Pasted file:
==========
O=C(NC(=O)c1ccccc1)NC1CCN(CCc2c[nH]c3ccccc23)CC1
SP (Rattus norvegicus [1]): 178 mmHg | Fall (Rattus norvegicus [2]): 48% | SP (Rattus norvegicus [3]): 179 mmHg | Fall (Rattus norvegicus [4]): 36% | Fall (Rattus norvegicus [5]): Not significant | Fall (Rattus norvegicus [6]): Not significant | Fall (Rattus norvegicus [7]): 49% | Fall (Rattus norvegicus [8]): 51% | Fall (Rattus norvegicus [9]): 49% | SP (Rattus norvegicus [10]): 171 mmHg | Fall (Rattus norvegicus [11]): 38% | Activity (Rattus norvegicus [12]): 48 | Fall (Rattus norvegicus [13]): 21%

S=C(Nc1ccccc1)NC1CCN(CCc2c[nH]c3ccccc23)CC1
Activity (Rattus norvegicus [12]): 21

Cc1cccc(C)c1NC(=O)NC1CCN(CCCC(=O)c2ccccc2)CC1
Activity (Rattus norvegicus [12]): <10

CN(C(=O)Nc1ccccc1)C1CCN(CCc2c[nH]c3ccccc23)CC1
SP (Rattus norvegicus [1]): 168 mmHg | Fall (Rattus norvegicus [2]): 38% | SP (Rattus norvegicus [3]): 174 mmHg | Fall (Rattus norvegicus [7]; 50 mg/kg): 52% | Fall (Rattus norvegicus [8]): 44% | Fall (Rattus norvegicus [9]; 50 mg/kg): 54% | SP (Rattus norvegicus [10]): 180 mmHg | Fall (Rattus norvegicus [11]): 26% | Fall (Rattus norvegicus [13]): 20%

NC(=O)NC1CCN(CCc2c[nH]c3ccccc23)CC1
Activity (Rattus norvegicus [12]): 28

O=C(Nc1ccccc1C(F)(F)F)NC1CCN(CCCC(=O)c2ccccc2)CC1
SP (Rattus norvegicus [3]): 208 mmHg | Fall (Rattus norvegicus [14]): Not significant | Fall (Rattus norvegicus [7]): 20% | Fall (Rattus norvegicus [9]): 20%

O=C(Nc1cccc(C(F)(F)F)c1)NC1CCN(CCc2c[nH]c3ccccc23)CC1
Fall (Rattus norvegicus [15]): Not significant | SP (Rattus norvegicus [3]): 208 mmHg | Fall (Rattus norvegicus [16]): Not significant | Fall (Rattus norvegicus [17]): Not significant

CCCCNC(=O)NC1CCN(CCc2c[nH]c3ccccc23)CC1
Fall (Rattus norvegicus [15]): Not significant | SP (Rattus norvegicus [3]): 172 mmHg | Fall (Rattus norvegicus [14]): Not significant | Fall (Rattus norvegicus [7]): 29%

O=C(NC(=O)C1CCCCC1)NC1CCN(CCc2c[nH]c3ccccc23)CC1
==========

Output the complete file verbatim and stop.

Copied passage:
O=C(NC(=O)c1ccccc1)NC1CCN(CCc2c[nH]c3ccccc23)CC1
SP (Rattus norvegicus [1]): 178 mmHg | Fall (Rattus norvegicus [2]): 48% | SP (Rattus norvegicus [3]): 179 mmHg | Fall (Rattus norvegicus [4]): 36% | Fall (Rattus norvegicus [5]): Not significant | Fall (Rattus norvegicus [6]): Not significant | Fall (Rattus norvegicus [7]): 49% | Fall (Rattus norvegicus [8]): 51% | Fall (Rattus norvegicus [9]): 49% | SP (Rattus norvegicus [10]): 171 mmHg | Fall (Rattus norvegicus [11]): 38% | Activity (Rattus norvegicus [12]): 48 | Fall (Rattus norvegicus [13]): 21%

S=C(Nc1ccccc1)NC1CCN(CCc2c[nH]c3ccccc23)CC1
Activity (Rattus norvegicus [12]): 21

Cc1cccc(C)c1NC(=O)NC1CCN(CCCC(=O)c2ccccc2)CC1
Activity (Rattus norvegicus [12]): <10

CN(C(=O)Nc1ccccc1)C1CCN(CCc2c[nH]c3ccccc23)CC1
SP (Rattus norvegicus [1]): 168 mmHg | Fall (Rattus norvegicus [2]): 38% | SP (Rattus norvegicus [3]): 174 mmHg | Fall (Rattus norvegicus [7]; 50 mg/kg): 52% | Fall (Rattus norvegicus [8]): 44% | Fall (Rattus norvegicus [9]; 50 mg/kg): 54% | SP (Rattus norvegicus [10]): 180 mmHg | Fall (Rattus norvegicus [11]): 26% | Fall (Rattus norvegicus [13]): 20%

NC(=O)NC1CCN(CCc2c[nH]c3ccccc23)CC1
Activity (Rattus norvegicus [12]): 28

O=C(Nc1ccccc1C(F)(F)F)NC1CCN(CCCC(=O)c2ccccc2)CC1
SP (Rattus norvegicus [3]): 208 mmHg | Fall (Rattus norvegicus [14]): Not significant | Fall (Rattus norvegicus [7]): 20% | Fall (Rattus norvegicus [9]): 20%

O=C(Nc1cccc(C(F)(F)F)c1)NC1CCN(CCc2c[nH]c3ccccc23)CC1
Fall (Rattus norvegicus [15]): Not significant | SP (Rattus norvegicus [3]): 208 mmHg | Fall (Rattus norvegicus [16]): Not significant | Fall (Rattus norvegicus [17]): Not significant

CCCCNC(=O)NC1CCN(CCc2c[nH]c3ccccc23)CC1
Fall (Rattus norvegicus [15]): Not significant | SP (Rattus norvegicus [3]): 172 mmHg | Fall (Rattus norvegicus [14]): Not significant | Fall (Rattus norvegicus [7]): 29%

O=C(NC(=O)C1CCCCC1)NC1CCN(CCc2c[nH]c3ccccc23)CC1